Five Ways to Love the Widow

Christmas isn’t the most wonderful time of the year for everyone.

I remember calling a close friend a few years ago around Christmastime. He is a fellow preacher and I was looking for some advice on a sermon introduction. I don’t remember much of the conversation, but what I do remember helped me broaden my perspective on the Christmas season. He said something like this: “For you, Christmas is a happy season because you had a wonderful family growing up. For me, Christmas brings a lot of painful memories because I come from a broken family.” His comment helped me realize (shockingly) for the first time that some people are hurting during this happy season.

Imagine how a widow feels during Christmas. I would wager that many widows struggle this time of year with feelings of sadness, grief, and loneliness. That makes December a perfect time for us to take action and begin to practically love the widowed members of your faith family.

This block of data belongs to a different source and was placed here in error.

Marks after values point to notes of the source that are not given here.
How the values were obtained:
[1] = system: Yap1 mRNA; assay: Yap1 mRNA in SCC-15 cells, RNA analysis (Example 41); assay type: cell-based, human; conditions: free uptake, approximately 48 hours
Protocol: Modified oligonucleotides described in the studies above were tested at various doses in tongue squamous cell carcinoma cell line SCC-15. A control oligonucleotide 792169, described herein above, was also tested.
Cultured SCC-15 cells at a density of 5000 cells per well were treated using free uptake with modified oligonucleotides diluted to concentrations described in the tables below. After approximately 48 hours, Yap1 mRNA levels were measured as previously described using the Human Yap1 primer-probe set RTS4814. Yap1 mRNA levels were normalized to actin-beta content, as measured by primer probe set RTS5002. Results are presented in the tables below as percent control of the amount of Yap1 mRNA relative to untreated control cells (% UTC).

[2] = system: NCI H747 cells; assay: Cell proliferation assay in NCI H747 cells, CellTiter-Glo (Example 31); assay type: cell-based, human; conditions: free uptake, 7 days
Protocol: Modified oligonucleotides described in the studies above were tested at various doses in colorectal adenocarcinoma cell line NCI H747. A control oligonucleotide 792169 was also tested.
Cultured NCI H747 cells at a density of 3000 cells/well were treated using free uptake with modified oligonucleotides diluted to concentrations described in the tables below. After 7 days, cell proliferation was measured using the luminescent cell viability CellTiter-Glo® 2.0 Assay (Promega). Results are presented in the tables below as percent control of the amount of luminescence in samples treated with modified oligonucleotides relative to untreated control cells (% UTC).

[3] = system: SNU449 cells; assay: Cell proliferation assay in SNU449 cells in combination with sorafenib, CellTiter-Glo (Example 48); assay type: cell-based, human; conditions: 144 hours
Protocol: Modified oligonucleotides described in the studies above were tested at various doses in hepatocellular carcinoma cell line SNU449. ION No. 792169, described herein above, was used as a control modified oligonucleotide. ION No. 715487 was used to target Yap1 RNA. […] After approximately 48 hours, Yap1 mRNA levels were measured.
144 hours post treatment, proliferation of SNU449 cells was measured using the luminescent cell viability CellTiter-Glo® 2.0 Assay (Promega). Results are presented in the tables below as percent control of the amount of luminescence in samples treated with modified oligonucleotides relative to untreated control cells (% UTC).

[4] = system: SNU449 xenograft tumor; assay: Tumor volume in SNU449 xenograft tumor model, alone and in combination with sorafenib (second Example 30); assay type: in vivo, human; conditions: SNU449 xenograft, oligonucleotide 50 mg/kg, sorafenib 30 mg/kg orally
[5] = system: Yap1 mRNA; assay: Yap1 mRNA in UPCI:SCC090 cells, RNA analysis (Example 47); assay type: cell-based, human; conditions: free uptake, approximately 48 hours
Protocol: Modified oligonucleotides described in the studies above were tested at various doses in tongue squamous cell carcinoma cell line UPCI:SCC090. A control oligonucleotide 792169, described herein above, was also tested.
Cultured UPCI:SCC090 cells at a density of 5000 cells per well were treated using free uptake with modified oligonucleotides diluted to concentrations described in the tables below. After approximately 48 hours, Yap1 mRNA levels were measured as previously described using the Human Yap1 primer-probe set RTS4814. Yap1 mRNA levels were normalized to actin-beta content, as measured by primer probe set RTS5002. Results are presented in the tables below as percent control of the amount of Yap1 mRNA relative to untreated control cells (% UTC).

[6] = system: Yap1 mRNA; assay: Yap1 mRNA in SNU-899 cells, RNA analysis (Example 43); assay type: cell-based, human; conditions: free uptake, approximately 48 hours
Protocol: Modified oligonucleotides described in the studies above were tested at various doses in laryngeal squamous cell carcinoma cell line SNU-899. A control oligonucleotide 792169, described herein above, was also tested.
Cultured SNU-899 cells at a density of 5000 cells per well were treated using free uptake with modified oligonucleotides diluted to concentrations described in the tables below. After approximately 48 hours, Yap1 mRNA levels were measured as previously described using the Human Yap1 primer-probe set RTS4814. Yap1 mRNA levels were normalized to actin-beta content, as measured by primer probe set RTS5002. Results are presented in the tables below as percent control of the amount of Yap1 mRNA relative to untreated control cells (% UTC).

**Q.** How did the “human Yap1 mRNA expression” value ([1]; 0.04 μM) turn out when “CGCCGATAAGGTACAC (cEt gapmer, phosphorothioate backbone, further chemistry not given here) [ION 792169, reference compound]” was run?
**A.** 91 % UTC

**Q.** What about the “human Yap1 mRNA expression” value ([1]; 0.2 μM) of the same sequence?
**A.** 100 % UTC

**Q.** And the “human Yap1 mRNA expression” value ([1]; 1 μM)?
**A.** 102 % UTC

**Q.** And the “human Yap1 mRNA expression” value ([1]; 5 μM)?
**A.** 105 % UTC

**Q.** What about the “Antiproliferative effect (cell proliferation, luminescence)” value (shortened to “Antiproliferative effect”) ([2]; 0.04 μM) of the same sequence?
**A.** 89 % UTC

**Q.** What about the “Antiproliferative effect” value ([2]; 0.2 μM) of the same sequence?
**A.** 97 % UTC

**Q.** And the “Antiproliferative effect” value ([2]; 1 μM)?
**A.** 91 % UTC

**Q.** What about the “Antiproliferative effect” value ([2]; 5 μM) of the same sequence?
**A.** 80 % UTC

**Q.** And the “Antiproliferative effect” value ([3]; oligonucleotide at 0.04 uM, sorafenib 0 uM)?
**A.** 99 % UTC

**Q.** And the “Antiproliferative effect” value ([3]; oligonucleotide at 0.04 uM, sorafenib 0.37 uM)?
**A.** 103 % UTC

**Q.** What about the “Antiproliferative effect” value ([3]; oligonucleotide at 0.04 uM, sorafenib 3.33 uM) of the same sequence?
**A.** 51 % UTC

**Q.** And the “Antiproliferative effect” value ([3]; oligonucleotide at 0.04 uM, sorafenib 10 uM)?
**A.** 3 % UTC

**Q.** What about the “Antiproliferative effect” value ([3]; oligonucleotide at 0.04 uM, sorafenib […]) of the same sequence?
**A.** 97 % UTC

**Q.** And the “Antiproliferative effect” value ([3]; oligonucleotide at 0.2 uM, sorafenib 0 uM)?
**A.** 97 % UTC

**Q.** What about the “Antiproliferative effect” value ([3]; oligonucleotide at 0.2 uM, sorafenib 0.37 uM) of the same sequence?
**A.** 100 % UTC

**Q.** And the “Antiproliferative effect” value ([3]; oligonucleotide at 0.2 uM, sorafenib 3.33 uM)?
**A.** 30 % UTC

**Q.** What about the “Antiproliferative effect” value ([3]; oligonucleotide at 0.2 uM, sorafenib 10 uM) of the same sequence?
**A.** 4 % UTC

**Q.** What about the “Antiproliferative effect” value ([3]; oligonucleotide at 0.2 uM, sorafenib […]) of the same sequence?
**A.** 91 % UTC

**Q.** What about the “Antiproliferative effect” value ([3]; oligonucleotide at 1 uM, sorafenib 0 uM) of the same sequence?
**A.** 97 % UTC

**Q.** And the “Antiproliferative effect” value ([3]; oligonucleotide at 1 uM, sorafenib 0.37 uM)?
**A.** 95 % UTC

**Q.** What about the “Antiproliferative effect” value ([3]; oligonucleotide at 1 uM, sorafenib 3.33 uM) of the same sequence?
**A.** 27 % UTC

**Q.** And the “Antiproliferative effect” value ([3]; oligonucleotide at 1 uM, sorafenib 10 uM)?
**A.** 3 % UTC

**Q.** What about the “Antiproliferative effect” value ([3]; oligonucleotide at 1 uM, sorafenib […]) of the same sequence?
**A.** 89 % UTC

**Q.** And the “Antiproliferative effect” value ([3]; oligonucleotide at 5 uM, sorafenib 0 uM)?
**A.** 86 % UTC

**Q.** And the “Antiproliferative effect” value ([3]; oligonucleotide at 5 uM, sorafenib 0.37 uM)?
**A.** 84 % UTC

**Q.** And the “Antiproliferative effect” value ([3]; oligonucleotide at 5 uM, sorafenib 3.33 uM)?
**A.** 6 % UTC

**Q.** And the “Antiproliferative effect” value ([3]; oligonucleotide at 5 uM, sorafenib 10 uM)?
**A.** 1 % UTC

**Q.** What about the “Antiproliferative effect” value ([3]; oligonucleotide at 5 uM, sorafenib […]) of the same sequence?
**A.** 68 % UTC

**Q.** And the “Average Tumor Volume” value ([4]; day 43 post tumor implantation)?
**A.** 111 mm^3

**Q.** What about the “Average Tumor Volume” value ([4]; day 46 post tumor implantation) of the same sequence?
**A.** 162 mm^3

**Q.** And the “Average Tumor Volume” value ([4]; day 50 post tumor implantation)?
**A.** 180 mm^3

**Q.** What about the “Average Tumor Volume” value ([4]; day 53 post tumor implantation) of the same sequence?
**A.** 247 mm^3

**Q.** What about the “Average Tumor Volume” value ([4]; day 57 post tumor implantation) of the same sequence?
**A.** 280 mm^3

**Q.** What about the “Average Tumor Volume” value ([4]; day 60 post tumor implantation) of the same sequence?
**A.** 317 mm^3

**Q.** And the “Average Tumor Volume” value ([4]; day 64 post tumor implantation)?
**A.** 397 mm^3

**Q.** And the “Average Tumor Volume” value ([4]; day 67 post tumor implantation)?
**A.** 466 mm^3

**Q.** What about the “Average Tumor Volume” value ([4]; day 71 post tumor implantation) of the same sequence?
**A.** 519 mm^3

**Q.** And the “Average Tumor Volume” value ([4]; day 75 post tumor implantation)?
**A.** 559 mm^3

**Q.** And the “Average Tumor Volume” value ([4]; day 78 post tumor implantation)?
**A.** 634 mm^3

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Five Ways to Love the Orphan

I remember a sermon my dad used to preach when we were on furlough from the mission field. He would ask a simple question, “Why were you born in the United States?” He would explain the responsibility that the fortunate have to bless and minister to the unfortunate. His argument was simple but profound: those who can bless others should.

I preached from Deuteronomy 10:12–22 on Sunday. In the text, we saw the compassionate concern God exercises for the orphan, the widow, and the sojourner. We also saw that God commands His people to mimic His compassion for the positionless and marginalized. During the sermon, I suggested some practical ways to serve orphans, widows, and sojourners. I presented five categories for engagement: we can pray, give, support, serve, and/or go.

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